I remember watching a TV Programme a couple of years ago about a British Mum who proudly bragged about the scams she pulled to get her family groceries free of charge.
One scam involved buying goods which were marked as “Try Me For Free: Buy this product and if you are not fully satisfied you can get a full refund.“. Irrespective of whether she liked the product or not, she always asked for her money back.
Another woman took a small vial of washing up liquid with her whenever she ate out. Just as she was nearing the end of her meal she would secretly squirt washing up liquid onto the food, and then complain to the waiter – asking for a full refund.
Personally, I don’t care whether you’re scamming a large company or a small one: It’s all unethical and tantamount to theft.
Thankfully, the vast majority of customers you and I will come across are honest. But how can we protect ourselves against the minority few who are determined to get their cake for free?
How to protect your business against Cake Scammers?
What’s a Cake Scammer?
A Cake Scammer is someone who never intends to pay for their cake: Their intention from day one is to get a full refund, irrespective of how good the cake is.
For example, Stephanie Gemino (a cake Decorator at a grocery store bakery) explained on our Facebook Page:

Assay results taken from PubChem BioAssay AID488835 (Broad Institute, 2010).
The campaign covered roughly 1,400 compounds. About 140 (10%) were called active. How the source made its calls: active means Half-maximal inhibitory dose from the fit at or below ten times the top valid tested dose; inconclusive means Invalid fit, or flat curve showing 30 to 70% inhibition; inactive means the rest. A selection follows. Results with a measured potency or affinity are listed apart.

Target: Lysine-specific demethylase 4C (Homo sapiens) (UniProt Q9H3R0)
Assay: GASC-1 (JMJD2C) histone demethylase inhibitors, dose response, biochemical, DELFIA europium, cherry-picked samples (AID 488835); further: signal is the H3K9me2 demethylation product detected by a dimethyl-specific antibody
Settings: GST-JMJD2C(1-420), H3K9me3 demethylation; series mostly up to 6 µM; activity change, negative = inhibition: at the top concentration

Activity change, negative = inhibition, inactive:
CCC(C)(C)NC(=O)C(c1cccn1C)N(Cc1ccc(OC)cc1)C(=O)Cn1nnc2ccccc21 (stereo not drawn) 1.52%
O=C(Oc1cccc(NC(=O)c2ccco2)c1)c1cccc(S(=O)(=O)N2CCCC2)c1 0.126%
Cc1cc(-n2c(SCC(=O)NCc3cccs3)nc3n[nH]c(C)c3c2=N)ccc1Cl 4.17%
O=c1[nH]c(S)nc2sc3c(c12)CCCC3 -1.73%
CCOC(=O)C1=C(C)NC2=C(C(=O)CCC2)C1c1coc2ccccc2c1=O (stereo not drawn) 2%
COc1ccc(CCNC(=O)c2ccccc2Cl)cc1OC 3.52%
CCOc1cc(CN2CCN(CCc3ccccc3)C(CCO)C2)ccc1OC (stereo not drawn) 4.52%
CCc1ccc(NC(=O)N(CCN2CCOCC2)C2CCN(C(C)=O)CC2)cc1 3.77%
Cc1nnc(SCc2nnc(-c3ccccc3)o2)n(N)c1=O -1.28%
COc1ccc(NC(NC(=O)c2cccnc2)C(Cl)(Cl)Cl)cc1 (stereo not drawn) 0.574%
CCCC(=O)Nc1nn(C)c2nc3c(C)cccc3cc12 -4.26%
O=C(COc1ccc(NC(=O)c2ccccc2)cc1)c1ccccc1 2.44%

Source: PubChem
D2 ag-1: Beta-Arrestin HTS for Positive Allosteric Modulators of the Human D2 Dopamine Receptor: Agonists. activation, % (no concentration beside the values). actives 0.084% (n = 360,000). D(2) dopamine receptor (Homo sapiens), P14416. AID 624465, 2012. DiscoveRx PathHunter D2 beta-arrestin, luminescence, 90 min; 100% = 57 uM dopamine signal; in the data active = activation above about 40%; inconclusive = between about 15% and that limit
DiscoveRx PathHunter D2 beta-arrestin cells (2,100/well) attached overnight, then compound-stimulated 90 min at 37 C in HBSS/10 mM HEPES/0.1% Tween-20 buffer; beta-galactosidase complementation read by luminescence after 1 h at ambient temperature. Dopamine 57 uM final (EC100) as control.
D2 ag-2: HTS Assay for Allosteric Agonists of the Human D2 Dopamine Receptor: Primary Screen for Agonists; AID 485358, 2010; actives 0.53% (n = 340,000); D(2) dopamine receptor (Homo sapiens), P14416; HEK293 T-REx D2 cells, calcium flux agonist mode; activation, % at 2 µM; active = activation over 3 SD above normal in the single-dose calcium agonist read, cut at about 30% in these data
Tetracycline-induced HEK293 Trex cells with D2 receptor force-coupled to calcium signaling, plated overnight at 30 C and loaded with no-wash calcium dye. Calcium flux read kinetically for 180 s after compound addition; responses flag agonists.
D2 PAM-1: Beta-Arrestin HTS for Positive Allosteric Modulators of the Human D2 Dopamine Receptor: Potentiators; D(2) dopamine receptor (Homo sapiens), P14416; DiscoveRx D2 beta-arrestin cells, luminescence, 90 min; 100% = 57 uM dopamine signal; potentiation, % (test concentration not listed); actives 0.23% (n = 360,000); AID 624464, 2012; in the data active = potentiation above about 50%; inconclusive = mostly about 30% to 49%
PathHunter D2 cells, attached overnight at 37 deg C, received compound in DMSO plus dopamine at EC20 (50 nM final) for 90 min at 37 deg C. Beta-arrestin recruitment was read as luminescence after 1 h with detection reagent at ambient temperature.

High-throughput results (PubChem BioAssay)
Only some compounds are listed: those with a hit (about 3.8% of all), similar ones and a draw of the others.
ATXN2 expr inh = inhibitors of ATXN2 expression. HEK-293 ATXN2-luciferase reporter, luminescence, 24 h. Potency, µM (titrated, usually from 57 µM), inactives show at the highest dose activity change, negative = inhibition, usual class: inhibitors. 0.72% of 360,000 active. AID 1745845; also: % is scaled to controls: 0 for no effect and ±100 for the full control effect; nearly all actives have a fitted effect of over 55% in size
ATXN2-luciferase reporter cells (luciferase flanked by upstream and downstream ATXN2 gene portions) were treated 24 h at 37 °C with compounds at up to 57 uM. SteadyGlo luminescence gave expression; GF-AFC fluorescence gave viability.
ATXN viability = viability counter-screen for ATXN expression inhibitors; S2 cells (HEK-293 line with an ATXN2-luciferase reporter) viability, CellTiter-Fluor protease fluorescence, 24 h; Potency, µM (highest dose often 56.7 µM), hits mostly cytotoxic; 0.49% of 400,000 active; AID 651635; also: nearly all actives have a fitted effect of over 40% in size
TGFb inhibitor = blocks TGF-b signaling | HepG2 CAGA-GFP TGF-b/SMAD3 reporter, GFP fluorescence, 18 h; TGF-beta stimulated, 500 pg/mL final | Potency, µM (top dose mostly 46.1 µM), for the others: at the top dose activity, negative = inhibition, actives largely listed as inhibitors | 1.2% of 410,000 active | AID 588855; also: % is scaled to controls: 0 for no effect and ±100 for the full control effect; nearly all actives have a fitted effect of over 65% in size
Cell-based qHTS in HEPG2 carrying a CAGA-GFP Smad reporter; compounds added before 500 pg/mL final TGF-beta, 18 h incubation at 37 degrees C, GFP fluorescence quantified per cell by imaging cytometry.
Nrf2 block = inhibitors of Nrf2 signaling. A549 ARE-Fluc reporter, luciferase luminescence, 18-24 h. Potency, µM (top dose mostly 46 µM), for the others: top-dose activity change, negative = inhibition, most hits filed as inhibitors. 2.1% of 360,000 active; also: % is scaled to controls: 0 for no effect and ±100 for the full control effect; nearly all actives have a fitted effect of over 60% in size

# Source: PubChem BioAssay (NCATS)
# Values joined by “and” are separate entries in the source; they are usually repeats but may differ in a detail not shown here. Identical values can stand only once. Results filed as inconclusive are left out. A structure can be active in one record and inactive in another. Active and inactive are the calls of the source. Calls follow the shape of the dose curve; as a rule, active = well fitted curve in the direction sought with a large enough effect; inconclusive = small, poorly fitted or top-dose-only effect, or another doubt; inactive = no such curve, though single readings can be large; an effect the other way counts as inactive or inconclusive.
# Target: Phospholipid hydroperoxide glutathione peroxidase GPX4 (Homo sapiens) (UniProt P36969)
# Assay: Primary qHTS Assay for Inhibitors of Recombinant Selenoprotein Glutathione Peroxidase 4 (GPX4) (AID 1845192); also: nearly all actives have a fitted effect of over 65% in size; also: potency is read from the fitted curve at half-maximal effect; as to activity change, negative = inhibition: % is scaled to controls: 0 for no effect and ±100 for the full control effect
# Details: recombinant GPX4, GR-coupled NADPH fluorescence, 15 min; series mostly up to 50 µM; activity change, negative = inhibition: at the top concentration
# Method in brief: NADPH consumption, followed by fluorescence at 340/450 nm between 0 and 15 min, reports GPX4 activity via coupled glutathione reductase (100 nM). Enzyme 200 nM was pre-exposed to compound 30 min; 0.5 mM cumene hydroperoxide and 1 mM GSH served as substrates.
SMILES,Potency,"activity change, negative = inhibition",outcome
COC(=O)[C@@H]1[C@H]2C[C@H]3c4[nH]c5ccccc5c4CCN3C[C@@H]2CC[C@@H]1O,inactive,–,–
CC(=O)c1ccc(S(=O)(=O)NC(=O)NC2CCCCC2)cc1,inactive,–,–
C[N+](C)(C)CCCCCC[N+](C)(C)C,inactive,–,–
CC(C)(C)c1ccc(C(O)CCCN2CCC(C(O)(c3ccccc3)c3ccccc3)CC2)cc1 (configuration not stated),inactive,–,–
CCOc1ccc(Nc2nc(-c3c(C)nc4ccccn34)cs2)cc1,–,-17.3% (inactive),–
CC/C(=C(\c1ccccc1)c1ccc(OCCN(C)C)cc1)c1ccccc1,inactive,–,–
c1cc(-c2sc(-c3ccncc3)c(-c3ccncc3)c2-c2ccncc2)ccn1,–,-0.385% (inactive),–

“Well, the “policy” at this particular place is to always say yes…it IS within reason. but there will be some cake requests that people don’t want to pay for…they are able to go to management and complain if their cake isn’t perfectly correct and then get it for free. Or we have one lady that orders cakes from us…very elaborate and always last min…she never picks them up, we really don’t know what her deal is. But basically, since we have this type of policy the customers can make any kind of complaint or ask for the cake to be free and they pretty much get what they want.”
Cake Scammers and Cake Decorators
This scam isn’t exclusively saved for grocery store bakeries.
What’s stopping one of your clients making an unjustified claim that your cake was stale, or undercooked, or tasteless? What are you doing to protect your business against the (thankfully rare) curse of the Cake Scammer?
How to protect your business
Firstly, a big SHOUT OUT to Mary Dronkers of Charmed Cakes in Florida for sharing this fabulous tip.
This is what she advises:
“I keep a sample of the cakes I sell.
I take a small bit of cake, along with the filling and icing, and put in one of the 4 inch souffle cup. Put a lid on it, date it and put the client’s name on it. And place in freezer. If I don’t hear anything by following Monday, I toss it.
I had one customer complain, I told her to bring her sample of my cake in, bcuz I also have a sample of it. She never showed up. All she said was, nevermind.”
Great advice, Mary, which I just had to share!
So, how do you insure yourself against Cake Scammers?
… You might also like Cake Complaints and How To Deal With Them.